People Touts 'Questionable' Expert, Provides No Proof
travFACTS’ mission is to expose exaggerated or flat out misleading travel “news” that is consistently put out by media outlets. A June 19th People article featuring a headline claiming something “very strange” is going on in the Dominican Republic only attempts to validate this statement by interviewing one person who is not a travel expert, FBI member or representative of the Centers for Disease Control and Prevention’s (CDC).
travFACTS takes a look at this story below:
Media Outlet: People
Date: June, 19th
Headline: Expert Says Deaths in the Dominican Republic Are ‘Very Strange’: ‘Something Is Very Wrong’
Deck: Investigators are trying to determine what has sickened and killed several American tourists in the island nation
Where the Story Fails
Reynold A. Panettieri, Jr., a physician at Rutgers University who specializes in toxicology and is not directly involved in the investigations, is People’s lone “expert” in the story. The story offers no insights from any security experts, hotel representatives in charge of food and beverage services, or travel experts.
The story merely relies on this physician to confirm whether it is possible for a drink to be tampered with but offers no evidence.
According to the article, “Several people fell ill after taking a drink from their hotel minibar, leading some to believe that tainted alcohol could be the culprit. ‘It is possible for drinks from the minibar to contain a toxin,” speculates Panettieri, ‘so if that’s the common denominator, that’s always a possibility.’”
A possibility? There are a lot of possibilities, so why only focus on this one?
The article also implies that the U.S. State Department has confirmed that the deaths in the Dominican Republic this year are linked by reporting, “The U.S. State Department has confirmed it is investigating the deaths of at least six American tourists in the Dominican Republic since the summer of 2018. Some of them died in what appeared to be bizarre — and similar — circumstances. The agencies are not yet releasing further details about the investigations.”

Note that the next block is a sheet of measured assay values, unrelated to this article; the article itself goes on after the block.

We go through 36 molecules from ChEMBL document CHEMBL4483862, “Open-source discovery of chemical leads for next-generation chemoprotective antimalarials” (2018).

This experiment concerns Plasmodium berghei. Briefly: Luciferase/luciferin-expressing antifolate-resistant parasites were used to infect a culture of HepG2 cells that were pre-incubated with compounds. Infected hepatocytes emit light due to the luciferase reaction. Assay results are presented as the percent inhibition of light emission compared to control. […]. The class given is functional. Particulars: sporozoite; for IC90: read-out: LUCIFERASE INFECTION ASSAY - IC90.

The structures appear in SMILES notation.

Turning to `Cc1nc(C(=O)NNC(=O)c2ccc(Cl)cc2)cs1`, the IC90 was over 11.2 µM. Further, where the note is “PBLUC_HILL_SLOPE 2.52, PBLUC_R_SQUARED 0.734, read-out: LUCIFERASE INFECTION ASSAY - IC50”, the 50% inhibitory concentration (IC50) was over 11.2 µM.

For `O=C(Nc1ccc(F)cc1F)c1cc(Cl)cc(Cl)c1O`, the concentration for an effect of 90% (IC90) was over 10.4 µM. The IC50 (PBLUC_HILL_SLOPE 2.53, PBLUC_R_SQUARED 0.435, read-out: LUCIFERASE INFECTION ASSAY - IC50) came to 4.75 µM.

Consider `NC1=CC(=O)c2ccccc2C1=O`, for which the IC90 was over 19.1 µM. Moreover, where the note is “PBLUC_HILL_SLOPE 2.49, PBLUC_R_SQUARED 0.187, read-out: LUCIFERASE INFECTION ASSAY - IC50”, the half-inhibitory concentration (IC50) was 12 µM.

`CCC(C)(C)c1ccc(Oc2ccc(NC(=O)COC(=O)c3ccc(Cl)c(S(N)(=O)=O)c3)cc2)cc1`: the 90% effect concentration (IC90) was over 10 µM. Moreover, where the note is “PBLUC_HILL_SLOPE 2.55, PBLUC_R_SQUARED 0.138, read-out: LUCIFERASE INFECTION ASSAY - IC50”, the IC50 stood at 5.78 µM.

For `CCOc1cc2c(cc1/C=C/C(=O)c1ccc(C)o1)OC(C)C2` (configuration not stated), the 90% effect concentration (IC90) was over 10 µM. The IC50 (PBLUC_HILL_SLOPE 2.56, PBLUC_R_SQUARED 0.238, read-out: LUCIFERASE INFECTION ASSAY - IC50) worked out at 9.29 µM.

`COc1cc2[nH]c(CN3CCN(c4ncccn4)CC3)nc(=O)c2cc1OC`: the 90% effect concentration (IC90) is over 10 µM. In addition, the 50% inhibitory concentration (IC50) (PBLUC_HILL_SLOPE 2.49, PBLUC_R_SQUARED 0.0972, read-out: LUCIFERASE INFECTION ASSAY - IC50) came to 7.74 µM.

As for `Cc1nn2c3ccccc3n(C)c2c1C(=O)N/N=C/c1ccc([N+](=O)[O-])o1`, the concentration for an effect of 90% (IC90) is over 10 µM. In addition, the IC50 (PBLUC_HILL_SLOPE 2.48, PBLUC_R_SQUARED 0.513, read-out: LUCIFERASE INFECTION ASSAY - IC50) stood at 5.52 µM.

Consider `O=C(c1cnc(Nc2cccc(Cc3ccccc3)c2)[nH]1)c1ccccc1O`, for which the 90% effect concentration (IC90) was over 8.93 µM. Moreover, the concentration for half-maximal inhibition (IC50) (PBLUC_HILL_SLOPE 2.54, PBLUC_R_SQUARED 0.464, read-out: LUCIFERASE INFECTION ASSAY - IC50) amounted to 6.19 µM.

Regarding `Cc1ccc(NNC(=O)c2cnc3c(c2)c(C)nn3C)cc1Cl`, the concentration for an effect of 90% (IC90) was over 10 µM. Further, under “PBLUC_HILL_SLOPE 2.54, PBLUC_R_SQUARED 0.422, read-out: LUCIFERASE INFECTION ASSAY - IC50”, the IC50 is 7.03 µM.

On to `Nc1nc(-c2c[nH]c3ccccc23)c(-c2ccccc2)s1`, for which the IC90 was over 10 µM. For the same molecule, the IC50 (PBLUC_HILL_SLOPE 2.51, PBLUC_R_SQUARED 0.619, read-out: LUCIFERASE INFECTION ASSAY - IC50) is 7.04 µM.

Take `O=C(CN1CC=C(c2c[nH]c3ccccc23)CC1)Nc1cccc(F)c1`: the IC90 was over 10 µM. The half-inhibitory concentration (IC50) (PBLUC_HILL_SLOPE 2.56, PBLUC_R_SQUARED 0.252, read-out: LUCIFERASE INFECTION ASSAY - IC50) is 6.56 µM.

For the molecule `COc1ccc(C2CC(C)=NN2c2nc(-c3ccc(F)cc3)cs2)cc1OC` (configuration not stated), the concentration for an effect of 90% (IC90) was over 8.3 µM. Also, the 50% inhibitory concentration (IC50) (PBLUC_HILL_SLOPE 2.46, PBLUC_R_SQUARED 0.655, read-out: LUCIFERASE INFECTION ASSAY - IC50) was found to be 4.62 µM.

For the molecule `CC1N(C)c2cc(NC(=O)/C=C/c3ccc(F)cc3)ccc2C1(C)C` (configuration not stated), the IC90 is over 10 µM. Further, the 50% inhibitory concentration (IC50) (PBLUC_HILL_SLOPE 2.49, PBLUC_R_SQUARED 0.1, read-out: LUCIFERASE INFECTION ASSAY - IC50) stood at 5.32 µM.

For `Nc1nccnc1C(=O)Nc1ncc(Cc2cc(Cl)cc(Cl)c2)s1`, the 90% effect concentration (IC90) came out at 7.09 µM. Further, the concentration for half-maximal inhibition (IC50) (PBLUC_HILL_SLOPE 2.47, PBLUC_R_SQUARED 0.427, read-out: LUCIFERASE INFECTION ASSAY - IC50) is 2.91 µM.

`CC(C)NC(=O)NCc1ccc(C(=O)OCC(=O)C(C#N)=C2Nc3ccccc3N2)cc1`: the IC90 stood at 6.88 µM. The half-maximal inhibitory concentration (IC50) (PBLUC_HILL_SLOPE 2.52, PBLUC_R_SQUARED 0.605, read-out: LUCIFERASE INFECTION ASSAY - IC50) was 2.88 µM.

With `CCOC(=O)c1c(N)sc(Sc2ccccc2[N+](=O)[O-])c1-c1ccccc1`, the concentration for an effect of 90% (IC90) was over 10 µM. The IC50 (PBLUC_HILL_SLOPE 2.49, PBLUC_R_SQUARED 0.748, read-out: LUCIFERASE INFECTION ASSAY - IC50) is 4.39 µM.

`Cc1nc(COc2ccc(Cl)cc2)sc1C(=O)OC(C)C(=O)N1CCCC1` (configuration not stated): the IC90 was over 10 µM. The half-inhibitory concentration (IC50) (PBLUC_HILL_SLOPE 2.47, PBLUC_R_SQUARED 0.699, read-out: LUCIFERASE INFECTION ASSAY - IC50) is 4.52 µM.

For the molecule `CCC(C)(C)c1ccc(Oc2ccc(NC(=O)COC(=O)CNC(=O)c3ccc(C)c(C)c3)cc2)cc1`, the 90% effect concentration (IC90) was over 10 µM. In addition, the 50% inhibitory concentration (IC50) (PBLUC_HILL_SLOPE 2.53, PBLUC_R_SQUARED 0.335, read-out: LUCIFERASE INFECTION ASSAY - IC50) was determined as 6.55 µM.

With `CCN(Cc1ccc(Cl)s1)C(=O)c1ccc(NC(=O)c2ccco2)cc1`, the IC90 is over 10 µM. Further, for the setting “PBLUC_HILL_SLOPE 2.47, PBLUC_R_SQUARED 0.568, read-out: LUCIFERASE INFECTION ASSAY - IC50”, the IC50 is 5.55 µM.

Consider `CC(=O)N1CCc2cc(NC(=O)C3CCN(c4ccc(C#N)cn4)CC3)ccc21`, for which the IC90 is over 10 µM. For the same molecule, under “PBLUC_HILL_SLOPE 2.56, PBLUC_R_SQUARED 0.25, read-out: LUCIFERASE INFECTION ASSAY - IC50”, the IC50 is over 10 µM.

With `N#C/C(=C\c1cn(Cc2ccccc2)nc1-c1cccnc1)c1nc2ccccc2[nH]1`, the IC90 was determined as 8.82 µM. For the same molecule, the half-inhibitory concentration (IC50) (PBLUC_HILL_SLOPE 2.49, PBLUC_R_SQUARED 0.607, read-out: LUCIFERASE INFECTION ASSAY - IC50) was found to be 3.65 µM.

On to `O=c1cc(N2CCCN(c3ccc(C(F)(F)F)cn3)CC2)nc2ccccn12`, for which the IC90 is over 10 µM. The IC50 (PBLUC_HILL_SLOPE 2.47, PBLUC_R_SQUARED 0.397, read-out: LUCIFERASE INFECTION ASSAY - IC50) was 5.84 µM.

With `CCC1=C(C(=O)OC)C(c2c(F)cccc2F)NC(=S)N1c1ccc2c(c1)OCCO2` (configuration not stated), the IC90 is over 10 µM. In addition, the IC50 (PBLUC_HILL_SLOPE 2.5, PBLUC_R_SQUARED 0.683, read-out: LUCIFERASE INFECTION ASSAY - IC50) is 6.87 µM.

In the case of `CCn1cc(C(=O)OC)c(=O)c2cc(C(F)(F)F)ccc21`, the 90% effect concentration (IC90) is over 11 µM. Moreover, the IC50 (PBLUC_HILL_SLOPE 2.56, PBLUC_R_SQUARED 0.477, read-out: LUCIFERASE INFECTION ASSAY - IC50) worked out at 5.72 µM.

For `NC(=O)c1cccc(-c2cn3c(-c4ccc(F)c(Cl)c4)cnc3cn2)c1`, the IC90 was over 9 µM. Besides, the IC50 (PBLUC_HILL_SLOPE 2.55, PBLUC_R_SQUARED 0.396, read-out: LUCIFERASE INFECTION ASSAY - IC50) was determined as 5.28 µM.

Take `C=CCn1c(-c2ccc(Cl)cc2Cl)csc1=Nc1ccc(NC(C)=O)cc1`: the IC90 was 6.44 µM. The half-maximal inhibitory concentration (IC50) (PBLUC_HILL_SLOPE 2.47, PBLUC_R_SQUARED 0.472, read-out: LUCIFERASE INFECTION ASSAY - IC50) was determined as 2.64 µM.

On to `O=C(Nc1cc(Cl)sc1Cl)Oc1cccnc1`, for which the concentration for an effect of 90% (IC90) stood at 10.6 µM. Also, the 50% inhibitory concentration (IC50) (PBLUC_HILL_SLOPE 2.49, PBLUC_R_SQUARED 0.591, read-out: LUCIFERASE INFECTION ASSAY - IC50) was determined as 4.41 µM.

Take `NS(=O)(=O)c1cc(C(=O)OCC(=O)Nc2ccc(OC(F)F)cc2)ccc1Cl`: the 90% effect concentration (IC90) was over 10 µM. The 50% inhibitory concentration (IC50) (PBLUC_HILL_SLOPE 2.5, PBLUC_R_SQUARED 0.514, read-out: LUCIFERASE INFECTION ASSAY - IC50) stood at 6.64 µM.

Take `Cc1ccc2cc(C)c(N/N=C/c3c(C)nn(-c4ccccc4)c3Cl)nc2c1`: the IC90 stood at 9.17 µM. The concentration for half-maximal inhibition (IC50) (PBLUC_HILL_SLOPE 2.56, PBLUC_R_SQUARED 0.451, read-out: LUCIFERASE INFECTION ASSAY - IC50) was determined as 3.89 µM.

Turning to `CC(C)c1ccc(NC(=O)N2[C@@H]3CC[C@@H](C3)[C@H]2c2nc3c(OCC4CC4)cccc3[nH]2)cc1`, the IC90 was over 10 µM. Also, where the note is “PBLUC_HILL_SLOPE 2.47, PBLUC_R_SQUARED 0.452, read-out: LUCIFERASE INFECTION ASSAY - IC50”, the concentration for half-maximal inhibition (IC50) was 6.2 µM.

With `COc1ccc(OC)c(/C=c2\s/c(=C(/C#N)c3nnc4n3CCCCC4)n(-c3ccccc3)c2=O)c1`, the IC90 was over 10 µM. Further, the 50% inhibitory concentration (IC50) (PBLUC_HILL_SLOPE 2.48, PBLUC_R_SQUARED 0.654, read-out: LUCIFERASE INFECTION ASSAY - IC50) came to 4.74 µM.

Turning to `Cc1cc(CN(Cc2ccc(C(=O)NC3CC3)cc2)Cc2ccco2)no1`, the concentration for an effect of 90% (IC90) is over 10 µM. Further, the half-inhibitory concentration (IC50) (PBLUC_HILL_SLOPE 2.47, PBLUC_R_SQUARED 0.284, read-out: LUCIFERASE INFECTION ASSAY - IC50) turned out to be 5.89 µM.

In between the facts that the U.S. State Department is investigating the deaths and that further details have not been announced, the author sneaks in his own opinion that some tourists “died in what appeared to be bizarre — and similar — circumstances.”
The Actual Facts
Neither the CDC or the FBI have issued warnings about a health hazard in hotel minibars, despite investigations dating back to May.
travFACTS spoke with Dominican Republic travel expert Jeni Chaffer, owner of Journeys Travel Inc. in Bourbonnais, Illinois, who recently stayed at Dreams Dominicus La Romana, Secrets Royal Beach Punta Cana, Sanctuary Cap Cana, Secrets Cap Cana Resort & Spa and dined at Dreams Palm Beach Punta Cana.
She told travFACTS she had beverages at 26 different properties in the Dominican Republic, at the airport and during transfers in the last two months and didn’t experience any illness.
“I’m not sure why it is sensationalized like it is/was,” said Chaffer. “Even with the Mexico alcohol issues, it was primarily one journalist who kept on it. It was not national news like this was.”
Americans are more likely to be killed in a homicide in the U.S. than die of unnatural causes in the Dominican Republic, according to U.S. State Department statistics reported by CNN.
While the Caribbean hotspot saw a sizable 7.9 percent increase in U.S. visitors between 2017 and 2018 the number of Americans who died of unnatural causes in the Dominican Republic dropped from 17 in 2017 to 13 in 2018.
“The stats, looking at deaths of tourists in Ireland last year, which are higher than D.R., wasn't covered on the news,” said Chaffer. “I don't want to get political, but I do feel it's come from a backlash on something there. Honestly, there's no reason for the scrutiny as compared to other Caribbean islands.”
Last year, the odds of an American tourist dying unnaturally in the Dominican Republic was just 0.58 per 100,000. Citing Pew Research Center figures taking into account data from the FBI, CNN reported the rate of murders, homicides and non-negligent manslaughter in the U.S. was 5.3 per 100,000 as recently as 2017. That figure jumps significantly in places like Baltimore, Detroit, New Orleans and St. Louis.
There has been zero proof that the deaths in the Dominican Republic this year are connected. There are some commonalities between some of the victims, but there have been no toxicology reports released yet.
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